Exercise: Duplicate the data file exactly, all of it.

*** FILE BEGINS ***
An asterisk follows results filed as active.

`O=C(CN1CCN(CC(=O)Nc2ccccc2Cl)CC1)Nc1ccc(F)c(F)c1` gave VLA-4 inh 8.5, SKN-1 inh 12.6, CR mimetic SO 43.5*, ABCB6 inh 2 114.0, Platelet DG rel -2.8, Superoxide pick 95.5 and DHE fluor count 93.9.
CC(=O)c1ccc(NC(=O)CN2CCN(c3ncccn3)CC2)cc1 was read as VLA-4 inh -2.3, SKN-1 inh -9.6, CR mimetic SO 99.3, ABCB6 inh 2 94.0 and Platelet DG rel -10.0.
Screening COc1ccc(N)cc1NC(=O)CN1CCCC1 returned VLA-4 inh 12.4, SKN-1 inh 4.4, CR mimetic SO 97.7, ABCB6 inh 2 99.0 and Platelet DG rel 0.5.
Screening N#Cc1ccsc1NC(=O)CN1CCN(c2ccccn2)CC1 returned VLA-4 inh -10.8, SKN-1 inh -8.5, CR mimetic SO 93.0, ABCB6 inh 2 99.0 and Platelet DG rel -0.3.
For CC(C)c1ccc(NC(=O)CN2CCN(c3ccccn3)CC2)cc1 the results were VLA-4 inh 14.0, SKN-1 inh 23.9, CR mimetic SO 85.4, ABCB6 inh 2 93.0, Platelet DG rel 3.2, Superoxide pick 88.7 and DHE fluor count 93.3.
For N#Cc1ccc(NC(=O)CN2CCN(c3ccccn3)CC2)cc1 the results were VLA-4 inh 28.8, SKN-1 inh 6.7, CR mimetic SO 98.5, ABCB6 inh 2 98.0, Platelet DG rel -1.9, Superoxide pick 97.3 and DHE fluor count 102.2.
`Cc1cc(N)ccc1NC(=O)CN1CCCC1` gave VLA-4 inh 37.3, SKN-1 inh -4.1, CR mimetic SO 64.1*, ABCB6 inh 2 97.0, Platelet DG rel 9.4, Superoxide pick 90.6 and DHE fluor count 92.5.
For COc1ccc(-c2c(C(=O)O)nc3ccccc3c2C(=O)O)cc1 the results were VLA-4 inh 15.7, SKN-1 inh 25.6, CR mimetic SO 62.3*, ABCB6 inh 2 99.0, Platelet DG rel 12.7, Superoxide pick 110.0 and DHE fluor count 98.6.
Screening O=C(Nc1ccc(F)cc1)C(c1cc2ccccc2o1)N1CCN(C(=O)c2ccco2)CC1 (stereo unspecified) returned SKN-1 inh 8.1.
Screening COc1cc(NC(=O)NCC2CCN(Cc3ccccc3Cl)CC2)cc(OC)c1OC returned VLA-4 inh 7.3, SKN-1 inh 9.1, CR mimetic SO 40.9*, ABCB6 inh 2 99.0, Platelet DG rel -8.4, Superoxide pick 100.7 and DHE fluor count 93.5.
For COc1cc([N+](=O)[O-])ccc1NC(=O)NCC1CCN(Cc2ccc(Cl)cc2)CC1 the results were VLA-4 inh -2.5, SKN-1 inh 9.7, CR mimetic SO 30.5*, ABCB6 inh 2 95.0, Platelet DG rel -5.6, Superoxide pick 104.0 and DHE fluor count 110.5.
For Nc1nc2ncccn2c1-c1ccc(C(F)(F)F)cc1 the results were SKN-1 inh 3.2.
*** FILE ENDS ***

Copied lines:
An asterisk follows results filed as active.

`O=C(CN1CCN(CC(=O)Nc2ccccc2Cl)CC1)Nc1ccc(F)c(F)c1` gave VLA-4 inh 8.5, SKN-1 inh 12.6, CR mimetic SO 43.5*, ABCB6 inh 2 114.0, Platelet DG rel -2.8, Superoxide pick 95.5 and DHE fluor count 93.9.
CC(=O)c1ccc(NC(=O)CN2CCN(c3ncccn3)CC2)cc1 was read as VLA-4 inh -2.3, SKN-1 inh -9.6, CR mimetic SO 99.3, ABCB6 inh 2 94.0 and Platelet DG rel -10.0.
Screening COc1ccc(N)cc1NC(=O)CN1CCCC1 returned VLA-4 inh 12.4, SKN-1 inh 4.4, CR mimetic SO 97.7, ABCB6 inh 2 99.0 and Platelet DG rel 0.5.
Screening N#Cc1ccsc1NC(=O)CN1CCN(c2ccccn2)CC1 returned VLA-4 inh -10.8, SKN-1 inh -8.5, CR mimetic SO 93.0, ABCB6 inh 2 99.0 and Platelet DG rel -0.3.
For CC(C)c1ccc(NC(=O)CN2CCN(c3ccccn3)CC2)cc1 the results were VLA-4 inh 14.0, SKN-1 inh 23.9, CR mimetic SO 85.4, ABCB6 inh 2 93.0, Platelet DG rel 3.2, Superoxide pick 88.7 and DHE fluor count 93.3.
For N#Cc1ccc(NC(=O)CN2CCN(c3ccccn3)CC2)cc1 the results were VLA-4 inh 28.8, SKN-1 inh 6.7, CR mimetic SO 98.5, ABCB6 inh 2 98.0, Platelet DG rel -1.9, Superoxide pick 97.3 and DHE fluor count 102.2.
`Cc1cc(N)ccc1NC(=O)CN1CCCC1` gave VLA-4 inh 37.3, SKN-1 inh -4.1, CR mimetic SO 64.1*, ABCB6 inh 2 97.0, Platelet DG rel 9.4, Superoxide pick 90.6 and DHE fluor count 92.5.
For COc1ccc(-c2c(C(=O)O)nc3ccccc3c2C(=O)O)cc1 the results were VLA-4 inh 15.7, SKN-1 inh 25.6, CR mimetic SO 62.3*, ABCB6 inh 2 99.0, Platelet DG rel 12.7, Superoxide pick 110.0 and DHE fluor count 98.6.
Screening O=C(Nc1ccc(F)cc1)C(c1cc2ccccc2o1)N1CCN(C(=O)c2ccco2)CC1 (stereo unspecified) returned SKN-1 inh 8.1.
Screening COc1cc(NC(=O)NCC2CCN(Cc3ccccc3Cl)CC2)cc(OC)c1OC returned VLA-4 inh 7.3, SKN-1 inh 9.1, CR mimetic SO 40.9*, ABCB6 inh 2 99.0, Platelet DG rel -8.4, Superoxide pick 100.7 and DHE fluor count 93.5.
For COc1cc([N+](=O)[O-])ccc1NC(=O)NCC1CCN(Cc2ccc(Cl)cc2)CC1 the results were VLA-4 inh -2.5, SKN-1 inh 9.7, CR mimetic SO 30.5*, ABCB6 inh 2 95.0, Platelet DG rel -5.6, Superoxide pick 104.0 and DHE fluor count 110.5.
For Nc1nc2ncccn2c1-c1ccc(C(F)(F)F)cc1 the results were SKN-1 inh 3.2.